Changes in Home Office Tax Deductions for Telecommuters

How tax law changes affect work-from-home deductions

Home Office Tax Deduction
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If you work from home as an employee of a business, you’re among a growing group of millions of employees who telecommute.

One of the benefits of telecommuting has been the ability to reduce income taxes by taking a home office deduction on your personal tax return. That deduction is no longer available to employees who work from home.

Changes to Work-From-Home Tax Deductions

According to C.P.A. Gail Rosen, before the 2018 tax reform bill, you could deduct employee business expenses—such as the home office expenses for employees who telecommute—as a miscellaneous itemized deduction on Schedule A. The new tax law eliminates miscellaneous itemized tax deductions for employees.

This means that if you are an employee who works for a company, the employee expenses that your company doesn’t pay for are no longer available as tax deductions, including the home office deduction.

In addition to the home office deduction, other unreimbursed expenses that work-from-home employees can no longer deduct include: 

  • Fees for professional licensing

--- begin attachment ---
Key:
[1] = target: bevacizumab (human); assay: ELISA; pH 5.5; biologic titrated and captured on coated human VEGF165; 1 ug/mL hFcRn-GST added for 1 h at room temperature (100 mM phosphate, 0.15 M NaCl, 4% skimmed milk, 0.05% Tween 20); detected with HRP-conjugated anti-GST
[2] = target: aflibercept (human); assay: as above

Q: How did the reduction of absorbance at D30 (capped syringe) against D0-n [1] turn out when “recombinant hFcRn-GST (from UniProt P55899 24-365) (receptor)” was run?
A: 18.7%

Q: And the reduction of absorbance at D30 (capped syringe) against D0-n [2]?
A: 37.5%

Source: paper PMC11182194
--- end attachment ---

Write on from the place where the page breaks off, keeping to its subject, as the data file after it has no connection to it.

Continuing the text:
• Dues to professional societies
  • Educator expenses
  • Tools and supplies
  • Business travel and meals expenses

Who Can Take the Home Office Deduction?

The home office deduction wasn't entirely eliminated. It is still in effect for self-employed individuals.

Some types of employees may also be eligible to take a home office deduction for unreimbursed employee expenses, including:

  • Armed Forces reservists.
  • Qualified performing artists.
  • Fee-based state or local government officials.
  • Employees with impairment-related work expenses.

These employees must be able to prove that their telecommuting expenses are: 

  • Paid or incurred during your tax year.
  • Necessary for carrying on your trade or being an employee.
  • Ordinary and necessary.

Are You a Telecommuting Employee or a Home Business?

Are you a telecommuting employee or an independent contractor? Be sure you understand the difference between being a telecommuting employee and having a home-based business.

An independent contractor works separately from the client, while an employee works directly for an employer. 

  • If you receive a paycheck with tax withholding and a W-2 at tax time, you are being paid as an employee.
  • If you receive a 1099-MISC in January for payments for the previous year, you are being paid as an independent contractor. 

The IRS decides whether a worker is an employee or an independent contractor. They look at three factors in their analysis:

  1. Behavioral: Does the company control or have the right to control what the worker does, when they work, and how the worker is doing their job?
  2. Financial: Does the company control of worker pay, reimburse expenses, and provide tools and supplies?
  3. Relationship: Do the company and worker have a written contract or employee benefits, and is the work is a key aspect of the business?